The Marriage Lie is another one of those thrillers that I have wanted to read for some time now, and I was lucky enough to find a copy at my local library, so I picked it up there. I had really high hopes for this book, but for whatever reason they kind of fell a tiny bit short, and I was somewhat disappointed.
I did fly through this, but it wasn’t as amazing as other books that I’ve been reading in the same genre.
“How well do I know my husband?”
This is the question that Iris asks herself after a plane crash that kills everyone on board – including her husband, Will. Will, however, was not supposed to be on that plane – instead, he was supposed to be at a conference in Florida for his job.
So what exactly was Will doing on a plane going to the other side of the country?
When Iris finally begins dealing with her grief (thanks to the help of her parents and her brother, who is also like her best friend), she begins to uncover little things about Will that just don’t add up – like where he grew up, for example. It makes Iris wonder if everything she knew about Will was a lie.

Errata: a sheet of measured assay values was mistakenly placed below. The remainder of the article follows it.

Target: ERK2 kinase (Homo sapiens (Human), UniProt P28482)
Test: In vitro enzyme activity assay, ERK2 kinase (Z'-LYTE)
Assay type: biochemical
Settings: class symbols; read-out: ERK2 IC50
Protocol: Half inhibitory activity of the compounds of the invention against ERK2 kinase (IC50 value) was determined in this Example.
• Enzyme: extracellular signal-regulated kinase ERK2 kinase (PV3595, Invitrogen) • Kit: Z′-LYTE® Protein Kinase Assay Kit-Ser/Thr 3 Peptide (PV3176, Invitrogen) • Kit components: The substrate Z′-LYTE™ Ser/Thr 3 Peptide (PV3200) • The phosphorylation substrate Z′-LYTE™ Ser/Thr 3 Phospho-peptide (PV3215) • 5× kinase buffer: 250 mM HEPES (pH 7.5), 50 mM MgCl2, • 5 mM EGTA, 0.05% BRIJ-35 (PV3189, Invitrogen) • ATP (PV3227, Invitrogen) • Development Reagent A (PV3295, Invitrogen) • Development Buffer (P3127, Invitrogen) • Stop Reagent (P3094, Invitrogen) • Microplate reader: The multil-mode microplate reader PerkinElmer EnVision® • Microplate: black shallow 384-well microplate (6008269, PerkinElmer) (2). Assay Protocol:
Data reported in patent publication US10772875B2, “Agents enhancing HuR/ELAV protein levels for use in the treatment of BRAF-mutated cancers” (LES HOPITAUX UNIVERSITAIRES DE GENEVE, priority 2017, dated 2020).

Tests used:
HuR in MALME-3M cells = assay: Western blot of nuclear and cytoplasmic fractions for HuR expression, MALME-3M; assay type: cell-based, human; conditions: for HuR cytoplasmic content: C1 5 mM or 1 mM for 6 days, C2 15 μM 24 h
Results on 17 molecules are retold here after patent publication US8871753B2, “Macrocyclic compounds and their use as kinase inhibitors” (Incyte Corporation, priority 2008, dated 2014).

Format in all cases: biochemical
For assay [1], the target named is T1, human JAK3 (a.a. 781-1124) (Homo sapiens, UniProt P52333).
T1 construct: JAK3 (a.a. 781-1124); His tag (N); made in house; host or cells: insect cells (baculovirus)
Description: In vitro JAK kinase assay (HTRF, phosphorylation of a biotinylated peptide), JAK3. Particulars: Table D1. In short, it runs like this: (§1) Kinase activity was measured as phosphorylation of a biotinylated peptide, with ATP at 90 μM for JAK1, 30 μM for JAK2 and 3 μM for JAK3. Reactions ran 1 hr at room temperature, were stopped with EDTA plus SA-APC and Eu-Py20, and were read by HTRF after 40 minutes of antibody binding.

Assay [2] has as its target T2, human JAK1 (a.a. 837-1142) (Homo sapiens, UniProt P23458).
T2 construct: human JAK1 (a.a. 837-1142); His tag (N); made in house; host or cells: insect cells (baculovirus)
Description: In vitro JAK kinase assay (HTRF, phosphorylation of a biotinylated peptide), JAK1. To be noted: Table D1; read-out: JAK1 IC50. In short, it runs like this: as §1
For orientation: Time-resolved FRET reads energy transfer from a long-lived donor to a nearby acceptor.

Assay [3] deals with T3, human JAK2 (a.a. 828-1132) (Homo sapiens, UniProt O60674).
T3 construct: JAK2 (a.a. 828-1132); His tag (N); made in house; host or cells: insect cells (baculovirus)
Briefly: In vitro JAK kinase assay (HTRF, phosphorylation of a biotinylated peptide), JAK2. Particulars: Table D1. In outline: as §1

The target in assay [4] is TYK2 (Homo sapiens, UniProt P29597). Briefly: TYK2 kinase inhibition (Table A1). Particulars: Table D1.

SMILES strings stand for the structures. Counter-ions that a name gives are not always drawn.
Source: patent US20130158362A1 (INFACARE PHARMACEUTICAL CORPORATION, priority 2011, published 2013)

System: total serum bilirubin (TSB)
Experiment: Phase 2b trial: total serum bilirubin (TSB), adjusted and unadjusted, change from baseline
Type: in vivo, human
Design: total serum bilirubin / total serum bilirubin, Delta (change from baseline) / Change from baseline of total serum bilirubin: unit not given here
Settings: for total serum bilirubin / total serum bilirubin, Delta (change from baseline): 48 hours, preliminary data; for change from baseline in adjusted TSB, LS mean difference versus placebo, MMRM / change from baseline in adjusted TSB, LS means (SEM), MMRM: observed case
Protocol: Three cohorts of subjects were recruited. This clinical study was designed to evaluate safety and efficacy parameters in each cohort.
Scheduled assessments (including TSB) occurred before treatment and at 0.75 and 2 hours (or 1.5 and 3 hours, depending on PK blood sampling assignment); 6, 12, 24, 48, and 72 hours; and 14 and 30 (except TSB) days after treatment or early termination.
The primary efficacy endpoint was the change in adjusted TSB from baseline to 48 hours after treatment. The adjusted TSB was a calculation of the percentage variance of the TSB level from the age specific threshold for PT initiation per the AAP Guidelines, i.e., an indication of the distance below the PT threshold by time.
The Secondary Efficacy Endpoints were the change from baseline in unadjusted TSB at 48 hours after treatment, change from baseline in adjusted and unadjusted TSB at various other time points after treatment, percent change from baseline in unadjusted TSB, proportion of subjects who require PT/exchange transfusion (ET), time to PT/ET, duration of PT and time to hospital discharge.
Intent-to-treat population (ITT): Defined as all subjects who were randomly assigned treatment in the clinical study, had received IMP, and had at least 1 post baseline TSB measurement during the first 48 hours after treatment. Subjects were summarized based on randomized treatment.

“What else do I not know about my husband?
What else did he not tell me?
How many more lies?”
When Will’s boss, the owner of the company, comes to Iris and informs her that a large amount of money is missing from the company and he will go to any length to get it back, Iris knows she has to act fast. Where did that money go?
Strange text messages from unknown numbers start appearing on her phone, and when she and her brother hop on a plane to Seattle to uncover the truth about Will, she learns a lot more than she bargained for – and it’s looking more and more like Will may still be alive.
I have a lot of mixed feelings about this book.
It was good, and it had a story line that kept me wanting to read, but at the same time, it was kind of predictable. Like I knew exactly what was going to happen before it did, and none of those surprising twists were really that shocking.
It’s so hard to talk about this book without giving away any details that can spoil it, so I’m just going to point out that I disliked the main character’s husband immensely for a lot of different reasons, and it didn’t change throughout the book. In fact, my opinion of him only went downhill. The main character, Iris, was written pretty well, and I had no problem falling into her life while reading this book. I felt a lot of the emotions that she did, and in my opinion these are signs of a great character.
But that’s where it ended for Iris, too – there wasn’t any character growth. Iris didn’t really change from the beginning of the book to the end. This always bothers me – I love when characters change and develop over the course of the book.
If you don’t read a lot of thrillers, this one may be worth the read. It’s entertaining, the writing really captures the interest and makes you want to keep reading, and it’s definitely interesting.